Christina Clark, Head of Research at the National Literacy Trust, is a member of the campaign working group. In this blog she introduces us to some of their latest research into links between well-being and literacy.

We’ve long known that a love of reading and writing can help children flourish at school and go on to succeed at work. But our latest research on the link between reading, writing and mental well being tells us that reading and writing for enjoyment can also help children lead happy and healthy lives.

This matters as the mental health of our children and young people is increasingly an area of concern. Indeed between 2015 and 2017 the Government announced new funding for mental health, including specific investment in perinatal services and eating disorder services for teenagers, and in July 2018, statutory health education in schools was announced.

There are a few studies that explore children and young people’s subjective wellbeing. However, to our knowledge, no one has looked at the link between how one feels about oneself and reading or writing. We therefore wanted to know how general mental wellbeing is related to several reading and writing variables, such as enjoyment, frequency, self-rated perceptions of skill and attitudes.

So, what did we do? In our latest Annual Literacy Survey of 49,047 children and young people aged 8 to 18, we focused on three aspects of mental wellbeing: life satisfaction, coping skills and self-belief. To explore how mental wellbeing in general is associated with aspects of reading and writing, we combined responses across the three components into one to create an overall Mental Wellbeing Index.

We found that children who enjoy reading and writing in their free time have significantly better mental well being than their peers who don’t. Indeed children who enjoy reading and writing, do it daily outside school and have positive attitudes towards literacy are three times more likely to have high levels of mental well being than their peers who are not engaged in reading and writing (39.4% vs 11.8%). On the flip side, not being engaged with reading and writing makes children twice as vulnerable to low levels of mental well being than their engages peers (37.4% vs 15%).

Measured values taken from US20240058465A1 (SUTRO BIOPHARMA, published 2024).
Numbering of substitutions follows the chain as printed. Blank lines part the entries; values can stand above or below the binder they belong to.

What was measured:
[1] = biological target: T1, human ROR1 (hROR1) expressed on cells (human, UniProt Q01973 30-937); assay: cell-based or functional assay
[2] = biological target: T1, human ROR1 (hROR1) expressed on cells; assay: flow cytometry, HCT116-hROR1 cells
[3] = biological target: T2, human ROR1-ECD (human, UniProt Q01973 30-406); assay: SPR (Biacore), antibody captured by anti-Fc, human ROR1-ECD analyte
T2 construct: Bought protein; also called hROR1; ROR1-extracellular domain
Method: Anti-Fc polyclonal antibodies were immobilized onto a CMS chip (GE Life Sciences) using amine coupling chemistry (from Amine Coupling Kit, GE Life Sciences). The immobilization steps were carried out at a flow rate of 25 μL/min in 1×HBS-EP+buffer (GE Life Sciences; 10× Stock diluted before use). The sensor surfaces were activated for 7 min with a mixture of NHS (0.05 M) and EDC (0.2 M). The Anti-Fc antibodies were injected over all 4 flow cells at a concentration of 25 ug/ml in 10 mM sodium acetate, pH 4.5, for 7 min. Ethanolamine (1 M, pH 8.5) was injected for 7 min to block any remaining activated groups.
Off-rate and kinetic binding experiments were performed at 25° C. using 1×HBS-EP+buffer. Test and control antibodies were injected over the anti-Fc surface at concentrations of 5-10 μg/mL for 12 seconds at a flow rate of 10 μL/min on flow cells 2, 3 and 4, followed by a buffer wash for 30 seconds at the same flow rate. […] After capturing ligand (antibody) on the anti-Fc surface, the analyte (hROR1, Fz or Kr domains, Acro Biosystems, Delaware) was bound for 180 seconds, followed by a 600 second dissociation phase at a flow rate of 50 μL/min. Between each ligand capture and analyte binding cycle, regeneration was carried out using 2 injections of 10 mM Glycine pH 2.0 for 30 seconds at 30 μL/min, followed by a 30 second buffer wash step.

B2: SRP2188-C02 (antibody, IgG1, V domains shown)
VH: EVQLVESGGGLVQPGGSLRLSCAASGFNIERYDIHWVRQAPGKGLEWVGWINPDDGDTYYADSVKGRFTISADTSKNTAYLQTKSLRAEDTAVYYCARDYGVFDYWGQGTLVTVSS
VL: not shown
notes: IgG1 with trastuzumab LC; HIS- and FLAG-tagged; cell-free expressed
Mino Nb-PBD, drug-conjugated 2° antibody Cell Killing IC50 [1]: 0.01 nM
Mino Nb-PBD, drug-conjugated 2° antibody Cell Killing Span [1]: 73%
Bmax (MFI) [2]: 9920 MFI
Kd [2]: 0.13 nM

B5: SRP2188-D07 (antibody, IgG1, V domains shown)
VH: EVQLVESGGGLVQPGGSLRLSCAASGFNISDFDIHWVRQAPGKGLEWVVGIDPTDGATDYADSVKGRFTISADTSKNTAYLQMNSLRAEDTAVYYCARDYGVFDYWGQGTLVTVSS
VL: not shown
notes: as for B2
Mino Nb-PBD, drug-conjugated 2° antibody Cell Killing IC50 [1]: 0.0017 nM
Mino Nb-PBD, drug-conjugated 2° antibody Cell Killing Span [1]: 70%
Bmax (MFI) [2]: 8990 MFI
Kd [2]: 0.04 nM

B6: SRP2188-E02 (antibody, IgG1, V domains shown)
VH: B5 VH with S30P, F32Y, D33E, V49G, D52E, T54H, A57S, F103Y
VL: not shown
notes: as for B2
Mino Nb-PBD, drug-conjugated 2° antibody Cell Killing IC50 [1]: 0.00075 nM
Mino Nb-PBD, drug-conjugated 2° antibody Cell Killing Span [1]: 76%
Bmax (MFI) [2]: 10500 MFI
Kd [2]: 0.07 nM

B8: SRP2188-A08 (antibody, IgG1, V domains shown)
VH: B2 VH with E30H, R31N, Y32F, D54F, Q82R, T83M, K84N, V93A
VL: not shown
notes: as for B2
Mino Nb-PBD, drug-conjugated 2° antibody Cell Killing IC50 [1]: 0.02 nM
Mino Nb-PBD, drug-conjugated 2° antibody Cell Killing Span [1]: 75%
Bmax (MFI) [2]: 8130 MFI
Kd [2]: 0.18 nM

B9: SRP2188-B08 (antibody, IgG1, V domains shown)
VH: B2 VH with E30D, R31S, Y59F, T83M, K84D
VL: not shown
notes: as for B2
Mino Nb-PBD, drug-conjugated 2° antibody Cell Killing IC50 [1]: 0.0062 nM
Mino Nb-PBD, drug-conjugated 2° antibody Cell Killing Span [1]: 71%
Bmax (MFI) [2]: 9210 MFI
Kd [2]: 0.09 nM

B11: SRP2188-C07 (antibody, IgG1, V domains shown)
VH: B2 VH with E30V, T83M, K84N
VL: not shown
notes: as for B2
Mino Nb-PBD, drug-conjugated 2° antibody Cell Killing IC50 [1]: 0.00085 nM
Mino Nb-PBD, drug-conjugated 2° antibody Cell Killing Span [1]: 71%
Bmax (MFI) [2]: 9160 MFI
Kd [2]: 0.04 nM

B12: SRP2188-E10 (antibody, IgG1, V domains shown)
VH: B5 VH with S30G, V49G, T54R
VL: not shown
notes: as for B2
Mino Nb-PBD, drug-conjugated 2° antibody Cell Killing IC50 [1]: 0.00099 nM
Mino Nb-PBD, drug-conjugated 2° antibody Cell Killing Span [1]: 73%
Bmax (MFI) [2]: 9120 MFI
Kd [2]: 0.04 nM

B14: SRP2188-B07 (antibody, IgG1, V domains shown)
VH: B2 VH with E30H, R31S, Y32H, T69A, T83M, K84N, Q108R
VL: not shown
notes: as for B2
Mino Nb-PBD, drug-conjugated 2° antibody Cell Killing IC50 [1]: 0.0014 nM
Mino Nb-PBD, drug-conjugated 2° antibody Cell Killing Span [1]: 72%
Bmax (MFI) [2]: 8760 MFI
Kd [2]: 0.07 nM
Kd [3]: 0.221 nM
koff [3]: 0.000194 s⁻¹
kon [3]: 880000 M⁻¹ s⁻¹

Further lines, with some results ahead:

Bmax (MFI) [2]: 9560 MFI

Previous research has shown that reading skill is linked to mental wellbeing, with children who struggle with reading having worse mental wellbeing outcomes. We had reading skill data for 1,098 pupils aged 11 to 15, which allowed us to explore not only the link between mental wellbeing and reading skill but also how important reading skill is when other reading components are considered. In line with previous studies, we found that children and young people who read at or above the level expected for their age have higher mental wellbeing scores, on average, than their peers whose reading skills are below expected levels.

However, what was particularly interesting was that when all the reading variables were considered simultaneously, reading skill was not found to be a significant predictor of mental wellbeing in our study. This might indicate that enjoyment and attitudes are more important for mental wellbeing, which in turn might suggest that focusing on improving positive attitudes and enjoyment of reading might be particularly beneficial in the classroom and across the whole school.

And this is where school libraries have a vital role to play. We know that school libraries are positively linked to personal and interpersonal outcomes such as feelings of success, resilience, independence and self-esteem. Positive attitudes and enjoyment of reading in particular have been consistently linked to school library use, both in the UK and internationally. Data from a large scale survey in the UK has shown that pupils who use the school library are more likely to enjoy reading, to read more books in a typical month and rate themselves as good readers. The data also showed that school library users think more positively about reading. They are more likely to see reading as fun and cool and less likely to agree that they only read when they have to. Some evidence also suggests that the impact of school libraries might be particularly important for engaging boys in reading.